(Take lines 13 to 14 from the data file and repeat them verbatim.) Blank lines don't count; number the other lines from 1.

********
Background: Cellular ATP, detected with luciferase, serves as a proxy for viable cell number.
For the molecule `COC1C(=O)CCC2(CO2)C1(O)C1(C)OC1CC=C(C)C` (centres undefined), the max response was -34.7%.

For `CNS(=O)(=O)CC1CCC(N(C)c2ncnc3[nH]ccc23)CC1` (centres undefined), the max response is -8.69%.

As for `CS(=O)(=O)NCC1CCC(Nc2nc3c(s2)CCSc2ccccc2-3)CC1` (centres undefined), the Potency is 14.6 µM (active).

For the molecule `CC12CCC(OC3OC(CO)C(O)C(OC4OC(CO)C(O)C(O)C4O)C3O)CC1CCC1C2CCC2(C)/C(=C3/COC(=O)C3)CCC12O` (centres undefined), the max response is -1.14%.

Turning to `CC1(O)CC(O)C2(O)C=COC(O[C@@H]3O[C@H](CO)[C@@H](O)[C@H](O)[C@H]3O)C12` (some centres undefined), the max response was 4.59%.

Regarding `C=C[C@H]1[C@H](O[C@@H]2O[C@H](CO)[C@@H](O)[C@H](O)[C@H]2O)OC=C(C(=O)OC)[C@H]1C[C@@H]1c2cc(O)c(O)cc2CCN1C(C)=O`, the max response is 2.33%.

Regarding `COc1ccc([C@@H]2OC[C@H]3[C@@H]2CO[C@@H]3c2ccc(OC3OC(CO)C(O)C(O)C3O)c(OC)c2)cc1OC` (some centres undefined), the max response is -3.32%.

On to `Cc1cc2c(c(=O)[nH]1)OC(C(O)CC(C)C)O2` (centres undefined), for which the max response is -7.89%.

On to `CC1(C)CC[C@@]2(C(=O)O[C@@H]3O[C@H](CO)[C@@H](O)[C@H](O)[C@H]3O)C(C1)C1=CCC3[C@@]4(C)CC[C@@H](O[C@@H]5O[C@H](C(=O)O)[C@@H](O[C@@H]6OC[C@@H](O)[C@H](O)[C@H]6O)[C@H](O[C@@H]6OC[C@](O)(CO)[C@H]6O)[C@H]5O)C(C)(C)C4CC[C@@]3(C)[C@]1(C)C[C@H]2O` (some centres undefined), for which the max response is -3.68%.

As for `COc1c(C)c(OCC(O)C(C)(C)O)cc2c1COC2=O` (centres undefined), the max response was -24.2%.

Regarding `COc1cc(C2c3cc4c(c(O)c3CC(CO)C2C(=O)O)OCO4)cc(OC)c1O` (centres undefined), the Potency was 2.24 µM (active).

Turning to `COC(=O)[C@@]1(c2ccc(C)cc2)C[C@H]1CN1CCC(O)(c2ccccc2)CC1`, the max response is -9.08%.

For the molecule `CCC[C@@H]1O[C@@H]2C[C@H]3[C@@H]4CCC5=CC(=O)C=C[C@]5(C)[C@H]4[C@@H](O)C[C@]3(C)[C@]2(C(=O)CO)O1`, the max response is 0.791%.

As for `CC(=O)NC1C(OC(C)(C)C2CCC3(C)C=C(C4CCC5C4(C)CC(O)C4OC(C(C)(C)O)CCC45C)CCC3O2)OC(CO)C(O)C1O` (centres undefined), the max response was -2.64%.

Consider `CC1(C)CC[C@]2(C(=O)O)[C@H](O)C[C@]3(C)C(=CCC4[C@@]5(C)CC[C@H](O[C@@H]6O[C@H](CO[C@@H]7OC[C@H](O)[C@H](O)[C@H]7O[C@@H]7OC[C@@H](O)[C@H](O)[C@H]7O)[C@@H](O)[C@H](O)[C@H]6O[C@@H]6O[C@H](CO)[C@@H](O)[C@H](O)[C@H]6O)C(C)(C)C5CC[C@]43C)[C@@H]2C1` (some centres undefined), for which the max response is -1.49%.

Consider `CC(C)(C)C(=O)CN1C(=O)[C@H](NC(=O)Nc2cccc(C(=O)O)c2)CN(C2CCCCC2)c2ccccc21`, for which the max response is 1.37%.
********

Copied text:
Turning to `COC(=O)[C@@]1(c2ccc(C)cc2)C[C@H]1CN1CCC(O)(c2ccccc2)CC1`, the max response is -9.08%.

For the molecule `CCC[C@@H]1O[C@@H]2C[C@H]3[C@@H]4CCC5=CC(=O)C=C[C@]5(C)[C@H]4[C@@H](O)C[C@]3(C)[C@]2(C(=O)CO)O1`, the max response is 0.791%.